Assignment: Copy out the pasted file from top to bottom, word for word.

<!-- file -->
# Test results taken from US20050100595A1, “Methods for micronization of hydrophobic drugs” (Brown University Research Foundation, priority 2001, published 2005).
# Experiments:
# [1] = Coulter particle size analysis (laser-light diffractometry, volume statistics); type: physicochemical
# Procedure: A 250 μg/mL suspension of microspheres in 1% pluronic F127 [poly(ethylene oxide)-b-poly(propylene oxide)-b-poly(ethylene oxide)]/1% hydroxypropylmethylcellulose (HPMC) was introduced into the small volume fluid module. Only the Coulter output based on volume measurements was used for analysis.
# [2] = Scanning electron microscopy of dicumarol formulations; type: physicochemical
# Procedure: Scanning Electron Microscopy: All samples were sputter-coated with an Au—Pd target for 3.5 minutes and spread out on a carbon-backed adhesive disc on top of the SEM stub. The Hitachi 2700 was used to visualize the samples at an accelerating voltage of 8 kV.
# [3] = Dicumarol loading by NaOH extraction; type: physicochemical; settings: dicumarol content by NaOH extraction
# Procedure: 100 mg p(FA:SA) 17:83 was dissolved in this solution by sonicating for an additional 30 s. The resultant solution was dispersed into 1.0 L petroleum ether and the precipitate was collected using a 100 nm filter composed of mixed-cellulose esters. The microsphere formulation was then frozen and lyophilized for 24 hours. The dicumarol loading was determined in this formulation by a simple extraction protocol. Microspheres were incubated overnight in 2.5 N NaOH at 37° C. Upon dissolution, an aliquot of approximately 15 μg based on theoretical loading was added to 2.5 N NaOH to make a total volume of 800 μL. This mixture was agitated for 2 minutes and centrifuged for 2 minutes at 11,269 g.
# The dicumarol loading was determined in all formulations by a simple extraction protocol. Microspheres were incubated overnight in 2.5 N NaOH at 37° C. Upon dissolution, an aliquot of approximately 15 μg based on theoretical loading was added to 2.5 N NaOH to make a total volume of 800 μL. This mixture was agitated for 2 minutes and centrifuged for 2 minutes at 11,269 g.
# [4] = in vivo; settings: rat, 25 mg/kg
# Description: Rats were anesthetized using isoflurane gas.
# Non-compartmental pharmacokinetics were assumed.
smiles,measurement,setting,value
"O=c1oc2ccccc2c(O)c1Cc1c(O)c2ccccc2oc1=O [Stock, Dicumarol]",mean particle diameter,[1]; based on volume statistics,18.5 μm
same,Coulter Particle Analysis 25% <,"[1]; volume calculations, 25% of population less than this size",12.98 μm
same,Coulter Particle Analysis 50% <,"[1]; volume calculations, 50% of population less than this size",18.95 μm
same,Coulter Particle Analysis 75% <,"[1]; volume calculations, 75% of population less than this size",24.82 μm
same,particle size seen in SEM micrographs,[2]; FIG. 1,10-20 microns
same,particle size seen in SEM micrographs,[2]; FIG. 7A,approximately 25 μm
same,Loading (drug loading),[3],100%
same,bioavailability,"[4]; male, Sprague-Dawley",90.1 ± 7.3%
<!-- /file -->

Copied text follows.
# Test results taken from US20050100595A1, “Methods for micronization of hydrophobic drugs” (Brown University Research Foundation, priority 2001, published 2005).
# Experiments:
# [1] = Coulter particle size analysis (laser-light diffractometry, volume statistics); type: physicochemical
# Procedure: A 250 μg/mL suspension of microspheres in 1% pluronic F127 [poly(ethylene oxide)-b-poly(propylene oxide)-b-poly(ethylene oxide)]/1% hydroxypropylmethylcellulose (HPMC) was introduced into the small volume fluid module. Only the Coulter output based on volume measurements was used for analysis.
# [2] = Scanning electron microscopy of dicumarol formulations; type: physicochemical
# Procedure: Scanning Electron Microscopy: All samples were sputter-coated with an Au—Pd target for 3.5 minutes and spread out on a carbon-backed adhesive disc on top of the SEM stub. The Hitachi 2700 was used to visualize the samples at an accelerating voltage of 8 kV.
# [3] = Dicumarol loading by NaOH extraction; type: physicochemical; settings: dicumarol content by NaOH extraction
# Procedure: 100 mg p(FA:SA) 17:83 was dissolved in this solution by sonicating for an additional 30 s. The resultant solution was dispersed into 1.0 L petroleum ether and the precipitate was collected using a 100 nm filter composed of mixed-cellulose esters. The microsphere formulation was then frozen and lyophilized for 24 hours. The dicumarol loading was determined in this formulation by a simple extraction protocol. Microspheres were incubated overnight in 2.5 N NaOH at 37° C. Upon dissolution, an aliquot of approximately 15 μg based on theoretical loading was added to 2.5 N NaOH to make a total volume of 800 μL. This mixture was agitated for 2 minutes and centrifuged for 2 minutes at 11,269 g.
# The dicumarol loading was determined in all formulations by a simple extraction protocol. Microspheres were incubated overnight in 2.5 N NaOH at 37° C. Upon dissolution, an aliquot of approximately 15 μg based on theoretical loading was added to 2.5 N NaOH to make a total volume of 800 μL. This mixture was agitated for 2 minutes and centrifuged for 2 minutes at 11,269 g.
# [4] = in vivo; settings: rat, 25 mg/kg
# Description: Rats were anesthetized using isoflurane gas.
# Non-compartmental pharmacokinetics were assumed.
smiles,measurement,setting,value
"O=c1oc2ccccc2c(O)c1Cc1c(O)c2ccccc2oc1=O [Stock, Dicumarol]",mean particle diameter,[1]; based on volume statistics,18.5 μm
same,Coulter Particle Analysis 25% <,"[1]; volume calculations, 25% of population less than this size",12.98 μm
same,Coulter Particle Analysis 50% <,"[1]; volume calculations, 50% of population less than this size",18.95 μm
same,Coulter Particle Analysis 75% <,"[1]; volume calculations, 75% of population less than this size",24.82 μm
same,particle size seen in SEM micrographs,[2]; FIG. 1,10-20 microns
same,particle size seen in SEM micrographs,[2]; FIG. 7A,approximately 25 μm
same,Loading (drug loading),[3],100%
same,bioavailability,"[4]; male, Sprague-Dawley",90.1 ± 7.3%